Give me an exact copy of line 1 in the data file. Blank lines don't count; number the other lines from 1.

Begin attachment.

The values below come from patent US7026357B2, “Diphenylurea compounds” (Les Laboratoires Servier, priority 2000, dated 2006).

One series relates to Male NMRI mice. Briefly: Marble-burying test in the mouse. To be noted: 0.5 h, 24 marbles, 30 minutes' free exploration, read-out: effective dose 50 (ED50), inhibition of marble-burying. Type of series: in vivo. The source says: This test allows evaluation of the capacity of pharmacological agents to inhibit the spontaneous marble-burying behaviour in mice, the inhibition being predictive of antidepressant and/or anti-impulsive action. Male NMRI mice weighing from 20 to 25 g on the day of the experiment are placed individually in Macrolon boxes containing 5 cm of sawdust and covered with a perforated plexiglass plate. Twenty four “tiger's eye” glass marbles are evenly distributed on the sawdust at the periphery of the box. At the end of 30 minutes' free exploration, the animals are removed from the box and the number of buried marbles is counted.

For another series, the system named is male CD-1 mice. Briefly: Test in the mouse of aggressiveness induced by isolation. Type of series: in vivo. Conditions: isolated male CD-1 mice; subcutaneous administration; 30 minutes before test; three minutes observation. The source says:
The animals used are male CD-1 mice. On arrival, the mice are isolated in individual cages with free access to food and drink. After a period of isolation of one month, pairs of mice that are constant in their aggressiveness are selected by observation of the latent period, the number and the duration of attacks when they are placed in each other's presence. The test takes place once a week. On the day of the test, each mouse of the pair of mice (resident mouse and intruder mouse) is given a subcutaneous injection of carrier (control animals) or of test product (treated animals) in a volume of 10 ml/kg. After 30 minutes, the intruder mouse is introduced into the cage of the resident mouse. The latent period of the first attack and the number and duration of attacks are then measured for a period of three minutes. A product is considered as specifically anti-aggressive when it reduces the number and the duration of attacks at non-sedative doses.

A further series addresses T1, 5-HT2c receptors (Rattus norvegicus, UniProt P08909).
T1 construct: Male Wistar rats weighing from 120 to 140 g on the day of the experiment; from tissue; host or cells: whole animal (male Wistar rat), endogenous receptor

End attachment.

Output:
The values below come from patent US7026357B2, “Diphenylurea compounds” (Les Laboratoires Servier, priority 2000, dated 2006).